1. The Obstacles must be fixed and imposing in shape and appearance. When natural Obstacles are used, they should, if necessary, be reinforced so they remain in the same state throughout the phase. All reasonable precautions must be taken to prevent the possibility of an Athlete being able to pass mounted under an obstacle. Portable fences must be secured to the ground in a way that the fence cannot move.
    2. The Obstacles at which a Horse, in falling, is likely to be trapped or to injure itself, must be built in such a way that part of the Obstacle can be quickly dismantled and quickly rebuilt, exactly as before. The required construction must not detract from the solidity of the Obstacle. Bullfinches must be constructed so the average Horse will be encouraged to jump through it.
    3. The use of motorized vehicles as the jumpable portion of an Obstacle is prohibited.
  3. Safety Markers
    1. The types of fences required to use safety markers include:
      1. Corners;
      2. Fences of less than 3 m jumpable width;
      3. Related fences which because of their design offer a jumpable line of less than 3 m width;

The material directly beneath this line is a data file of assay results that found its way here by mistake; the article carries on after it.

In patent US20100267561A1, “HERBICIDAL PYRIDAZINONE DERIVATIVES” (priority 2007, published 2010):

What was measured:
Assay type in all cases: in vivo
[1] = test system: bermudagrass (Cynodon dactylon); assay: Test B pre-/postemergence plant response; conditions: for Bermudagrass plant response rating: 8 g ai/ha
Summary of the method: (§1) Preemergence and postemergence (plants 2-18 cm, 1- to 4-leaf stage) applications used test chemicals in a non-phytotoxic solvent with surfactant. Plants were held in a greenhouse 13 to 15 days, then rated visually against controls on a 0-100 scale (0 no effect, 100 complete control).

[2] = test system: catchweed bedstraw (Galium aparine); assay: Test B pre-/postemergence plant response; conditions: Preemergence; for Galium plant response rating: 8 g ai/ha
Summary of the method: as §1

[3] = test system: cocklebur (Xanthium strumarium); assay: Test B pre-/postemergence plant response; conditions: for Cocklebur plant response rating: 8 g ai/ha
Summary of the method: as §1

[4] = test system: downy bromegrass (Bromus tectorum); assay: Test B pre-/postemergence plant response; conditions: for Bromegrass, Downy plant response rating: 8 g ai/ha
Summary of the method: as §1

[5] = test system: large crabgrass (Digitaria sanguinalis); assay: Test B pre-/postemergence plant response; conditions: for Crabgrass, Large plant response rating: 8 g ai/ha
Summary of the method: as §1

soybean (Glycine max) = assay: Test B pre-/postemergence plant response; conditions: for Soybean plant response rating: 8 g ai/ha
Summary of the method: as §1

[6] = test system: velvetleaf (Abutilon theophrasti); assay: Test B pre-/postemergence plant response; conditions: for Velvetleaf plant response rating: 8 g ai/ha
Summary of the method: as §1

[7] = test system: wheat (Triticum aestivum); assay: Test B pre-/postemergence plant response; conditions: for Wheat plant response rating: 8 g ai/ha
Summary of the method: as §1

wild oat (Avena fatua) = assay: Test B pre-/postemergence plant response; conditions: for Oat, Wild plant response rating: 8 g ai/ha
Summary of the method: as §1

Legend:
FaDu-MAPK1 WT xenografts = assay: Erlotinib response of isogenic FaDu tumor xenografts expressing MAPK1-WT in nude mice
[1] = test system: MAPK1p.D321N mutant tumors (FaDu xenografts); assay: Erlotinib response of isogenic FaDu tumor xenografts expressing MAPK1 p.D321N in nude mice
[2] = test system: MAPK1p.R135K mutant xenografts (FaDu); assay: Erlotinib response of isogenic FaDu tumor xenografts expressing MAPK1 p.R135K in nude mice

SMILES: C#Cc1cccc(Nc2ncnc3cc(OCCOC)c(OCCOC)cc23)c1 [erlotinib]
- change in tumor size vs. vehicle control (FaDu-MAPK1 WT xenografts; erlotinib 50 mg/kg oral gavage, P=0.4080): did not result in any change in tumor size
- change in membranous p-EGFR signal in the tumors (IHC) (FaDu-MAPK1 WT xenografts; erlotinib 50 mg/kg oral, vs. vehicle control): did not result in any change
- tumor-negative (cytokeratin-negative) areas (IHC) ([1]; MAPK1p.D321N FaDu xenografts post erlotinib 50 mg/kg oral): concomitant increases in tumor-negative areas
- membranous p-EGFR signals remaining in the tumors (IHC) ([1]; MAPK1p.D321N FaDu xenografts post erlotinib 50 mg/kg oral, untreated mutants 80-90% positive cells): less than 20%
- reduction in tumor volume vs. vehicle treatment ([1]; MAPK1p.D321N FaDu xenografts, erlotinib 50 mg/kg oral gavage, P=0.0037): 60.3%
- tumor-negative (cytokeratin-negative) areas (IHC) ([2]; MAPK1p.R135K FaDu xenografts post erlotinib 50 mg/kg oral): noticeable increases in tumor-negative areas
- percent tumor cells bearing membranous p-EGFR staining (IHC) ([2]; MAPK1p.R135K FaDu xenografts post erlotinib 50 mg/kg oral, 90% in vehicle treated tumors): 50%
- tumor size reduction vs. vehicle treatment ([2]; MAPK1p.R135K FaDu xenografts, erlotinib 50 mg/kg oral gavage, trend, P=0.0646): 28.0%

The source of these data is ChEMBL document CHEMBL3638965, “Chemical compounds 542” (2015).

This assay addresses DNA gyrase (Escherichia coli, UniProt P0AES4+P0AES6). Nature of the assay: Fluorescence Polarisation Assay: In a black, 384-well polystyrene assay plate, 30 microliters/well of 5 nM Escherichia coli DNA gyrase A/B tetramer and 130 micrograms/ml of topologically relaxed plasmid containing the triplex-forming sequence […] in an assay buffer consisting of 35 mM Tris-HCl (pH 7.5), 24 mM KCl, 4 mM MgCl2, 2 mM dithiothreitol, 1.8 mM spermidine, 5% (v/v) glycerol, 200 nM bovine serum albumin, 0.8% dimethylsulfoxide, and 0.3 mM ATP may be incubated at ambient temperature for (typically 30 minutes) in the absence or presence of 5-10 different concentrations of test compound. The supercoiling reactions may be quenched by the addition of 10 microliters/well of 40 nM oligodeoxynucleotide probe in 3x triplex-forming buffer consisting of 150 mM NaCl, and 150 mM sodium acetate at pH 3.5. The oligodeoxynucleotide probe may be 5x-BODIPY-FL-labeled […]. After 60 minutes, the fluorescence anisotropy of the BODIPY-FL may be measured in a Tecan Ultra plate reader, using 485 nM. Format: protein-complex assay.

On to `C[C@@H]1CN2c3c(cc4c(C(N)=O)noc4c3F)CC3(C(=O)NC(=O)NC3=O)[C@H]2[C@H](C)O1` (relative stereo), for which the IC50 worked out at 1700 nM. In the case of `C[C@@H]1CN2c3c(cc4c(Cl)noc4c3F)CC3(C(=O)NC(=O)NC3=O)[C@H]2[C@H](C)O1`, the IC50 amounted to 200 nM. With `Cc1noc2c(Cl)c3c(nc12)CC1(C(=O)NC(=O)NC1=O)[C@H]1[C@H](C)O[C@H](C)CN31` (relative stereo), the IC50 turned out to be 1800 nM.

4. Fences designed to be jumped on an angle where knocking a marker is a possibility.
    2. The safety markers and poles on these fences must meet the following criteria:
      1. The poles must be made of a material that cannot shatter, break, or splinter (e.g., suitable plastic, carbon fiber or any other appropriate materials)
      2. Points anywhere on the poles are prohibited;
      3. Sharp corners and/or edges on the markers must be rounded;
      4. Markers must be secured in such a way that they release and/or move away from the fence if struck by the Horse or Athlete to reduce the risk of injury.
      5. All markers and poles must be approved by the Technical Delegate.
    1. The bottom should be firm and consistent. Water crossing that which are considered to be an Obstacle must be marked at the entrance.
    2. The maximum depth of the water must not exceed 35 cm.
    3. The minimum width of water must be 5 m.
    4. In water crossings involving Obstacles, the minimum distance between obstacles must be 9 meters. In all water-to-water Obstacles, there must be a minimum of 6 m of water before the Obstacle.
    5. At the Beginner Novice level, water crossing must be straightforward, Obstacles are not permitted.
    1. Within the limits outlined in Appendix 2, the total number of jumping efforts must be related to the length of the course.
    2. To calculate the number of jumping efforts, the efforts on the route expected to be taken by the average Horse must be totaled.